Our life is brief ..
Sasha Samokhina has been accepted to the Institute of Special Technologies. Or, more precisely, she’s been chosen.
Situated in a tiny village, she finds the students are bizarre, and the curriculum even more so. The books are impossible to read, the lessons obscure to the point of maddening, and the work refuses memorization. Using terror and coercion to keep the students in line, the school does not punish them for their transgressions and failures; instead, it is their families that pay a terrible price. Yet despite her fear, Sasha undergoes changes that defy the dictates of matter and time; experiences which are nothing she has ever dreamed of . . . and suddenly all she could ever want.
I don't know how I came to be aware of Vita Nostra but it is in serious contention for one of the best, if not the best book I read in 2018. It's written by a husband-and-wife team from the Ukraine. She is a former actress, he a former psychiatrist. According to the book jacket, the translator, Julia Hersey, started translating their novel from its original Russian because she wanted to share it with her family.
The deeper I got into the novel, the more eager I became to turn the pages, unable to figure out where it was going even until the startling conclusion. I read a review of Vita Nostra which mentioned its "Russian sensibility." Although I can't properly explain what that means, I suppose it has to do with the fact that there is very little that is warm and fuzzy in this fantasy novel.
Although it is about a young adult who is accepted into a school of magic, it is as far from Harry Potter as you can get. Sasha is intimidated and threatened into going to the Institute of Special Technologies - either she attends (thereby surrendering her dream of going to an ordinary university) or... Nothing is explicitly stated, but it is clear that her beloved mother's life would be in danger otherwise.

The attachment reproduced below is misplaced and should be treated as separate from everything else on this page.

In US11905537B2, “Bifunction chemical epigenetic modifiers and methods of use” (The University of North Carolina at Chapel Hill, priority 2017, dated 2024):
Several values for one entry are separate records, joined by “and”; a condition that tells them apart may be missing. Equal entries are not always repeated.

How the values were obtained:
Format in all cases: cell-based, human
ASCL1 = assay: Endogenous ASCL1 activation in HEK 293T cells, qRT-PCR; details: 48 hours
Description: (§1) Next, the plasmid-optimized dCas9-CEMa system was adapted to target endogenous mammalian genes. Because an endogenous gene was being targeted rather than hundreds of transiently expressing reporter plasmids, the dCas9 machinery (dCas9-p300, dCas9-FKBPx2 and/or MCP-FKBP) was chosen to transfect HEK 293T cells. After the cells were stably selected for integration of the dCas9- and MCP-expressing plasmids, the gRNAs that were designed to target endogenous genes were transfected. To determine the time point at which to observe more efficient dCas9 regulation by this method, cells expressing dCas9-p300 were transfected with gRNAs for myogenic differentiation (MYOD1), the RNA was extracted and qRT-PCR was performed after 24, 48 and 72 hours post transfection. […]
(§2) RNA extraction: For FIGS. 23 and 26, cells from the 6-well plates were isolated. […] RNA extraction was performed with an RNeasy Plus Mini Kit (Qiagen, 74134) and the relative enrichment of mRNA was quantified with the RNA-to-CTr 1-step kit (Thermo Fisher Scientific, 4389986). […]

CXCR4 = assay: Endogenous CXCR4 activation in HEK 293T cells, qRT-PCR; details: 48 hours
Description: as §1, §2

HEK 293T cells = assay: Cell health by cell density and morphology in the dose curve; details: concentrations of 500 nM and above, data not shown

Kindly Dumbledore, her professors are not. They are exacting, harsh, and relentless. Lessons are expected to be learned, without any explanation of what they are leading towards. The Institute is old and well, institutional, rather than a wondrous Hogwarts. It is a cold and almost friendless life. Even the textbooks are frustrating to read because they are written in gibberish. Magic, when it arrives in the story, is subtle and without the glamor of the typical fantasy.
“Every day she had to read sections, memorize, cram, and grind at snippets of nonsensical, unpleasant text. Sasha herself did not understand why this gobbledygook caused more and more revulsion with each passing day. Reading the barbaric combinations of half-familiar and alien words, she felt something brewing inside her: within her head, a wasp nest was waking up, and it droned and hummed in distress, searching in vain for an exit.”
Somehow, through sheer will and perseverance, Sasha begins to understand her lessons and takes to them beyond anyone's expectations. And this is where things get really strange and metaphysical. The ending left me puzzling; I had to read it a couple of times and even then I could only guess at what happened. I could compare it to the ending of a couple of movies in recent years but that would spoil it for you. Just suffice to say that it was unexpected.
“’What am I being trained to become?’ The words escaped, surprising her.
“’Too early, my girl. It’s too soon for you to know. Right now, you are still a slave of a framework, a plaster mold with a hint of imagination. With memory, with a personality… You will be changing not only from the inside but… you will undergo all sorts of changes…’”
Apparently Vita Nostra is the first of the Metomorphosis series. The sequels will deal with the same theme, but with different characters.